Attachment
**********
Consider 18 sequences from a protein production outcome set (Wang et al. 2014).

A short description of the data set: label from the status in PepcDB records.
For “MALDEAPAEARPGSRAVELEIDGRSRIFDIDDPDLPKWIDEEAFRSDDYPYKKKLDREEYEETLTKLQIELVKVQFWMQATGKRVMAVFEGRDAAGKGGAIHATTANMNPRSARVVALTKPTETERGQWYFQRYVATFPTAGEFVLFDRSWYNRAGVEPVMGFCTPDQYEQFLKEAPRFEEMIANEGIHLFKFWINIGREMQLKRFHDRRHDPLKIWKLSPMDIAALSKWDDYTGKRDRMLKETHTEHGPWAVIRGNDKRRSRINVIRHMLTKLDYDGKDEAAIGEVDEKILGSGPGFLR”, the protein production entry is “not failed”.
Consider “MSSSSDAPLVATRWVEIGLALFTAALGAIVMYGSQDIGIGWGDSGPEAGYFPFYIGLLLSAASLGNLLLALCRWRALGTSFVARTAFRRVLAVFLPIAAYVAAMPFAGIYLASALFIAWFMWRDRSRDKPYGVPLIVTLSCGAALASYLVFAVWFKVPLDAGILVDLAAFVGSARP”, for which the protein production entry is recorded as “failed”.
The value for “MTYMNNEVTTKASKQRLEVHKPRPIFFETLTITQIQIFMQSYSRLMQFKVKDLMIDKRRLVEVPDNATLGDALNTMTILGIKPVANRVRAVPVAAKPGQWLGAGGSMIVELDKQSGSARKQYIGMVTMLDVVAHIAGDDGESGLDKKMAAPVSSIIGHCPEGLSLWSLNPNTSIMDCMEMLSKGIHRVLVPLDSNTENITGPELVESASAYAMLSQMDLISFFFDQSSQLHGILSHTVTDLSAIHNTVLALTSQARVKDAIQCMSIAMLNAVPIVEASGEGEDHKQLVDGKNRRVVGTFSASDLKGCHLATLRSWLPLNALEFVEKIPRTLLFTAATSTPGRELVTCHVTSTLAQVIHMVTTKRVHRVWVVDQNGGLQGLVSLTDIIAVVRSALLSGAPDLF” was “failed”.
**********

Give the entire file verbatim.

Consider 18 sequences from a protein production outcome set (Wang et al. 2014).

A short description of the data set: label from the status in PepcDB records.
For “MALDEAPAEARPGSRAVELEIDGRSRIFDIDDPDLPKWIDEEAFRSDDYPYKKKLDREEYEETLTKLQIELVKVQFWMQATGKRVMAVFEGRDAAGKGGAIHATTANMNPRSARVVALTKPTETERGQWYFQRYVATFPTAGEFVLFDRSWYNRAGVEPVMGFCTPDQYEQFLKEAPRFEEMIANEGIHLFKFWINIGREMQLKRFHDRRHDPLKIWKLSPMDIAALSKWDDYTGKRDRMLKETHTEHGPWAVIRGNDKRRSRINVIRHMLTKLDYDGKDEAAIGEVDEKILGSGPGFLR”, the protein production entry is “not failed”.
Consider “MSSSSDAPLVATRWVEIGLALFTAALGAIVMYGSQDIGIGWGDSGPEAGYFPFYIGLLLSAASLGNLLLALCRWRALGTSFVARTAFRRVLAVFLPIAAYVAAMPFAGIYLASALFIAWFMWRDRSRDKPYGVPLIVTLSCGAALASYLVFAVWFKVPLDAGILVDLAAFVGSARP”, for which the protein production entry is recorded as “failed”.
The value for “MTYMNNEVTTKASKQRLEVHKPRPIFFETLTITQIQIFMQSYSRLMQFKVKDLMIDKRRLVEVPDNATLGDALNTMTILGIKPVANRVRAVPVAAKPGQWLGAGGSMIVELDKQSGSARKQYIGMVTMLDVVAHIAGDDGESGLDKKMAAPVSSIIGHCPEGLSLWSLNPNTSIMDCMEMLSKGIHRVLVPLDSNTENITGPELVESASAYAMLSQMDLISFFFDQSSQLHGILSHTVTDLSAIHNTVLALTSQARVKDAIQCMSIAMLNAVPIVEASGEGEDHKQLVDGKNRRVVGTFSASDLKGCHLATLRSWLPLNALEFVEKIPRTLLFTAATSTPGRELVTCHVTSTLAQVIHMVTTKRVHRVWVVDQNGGLQGLVSLTDIIAVVRSALLSGAPDLF” was “failed”.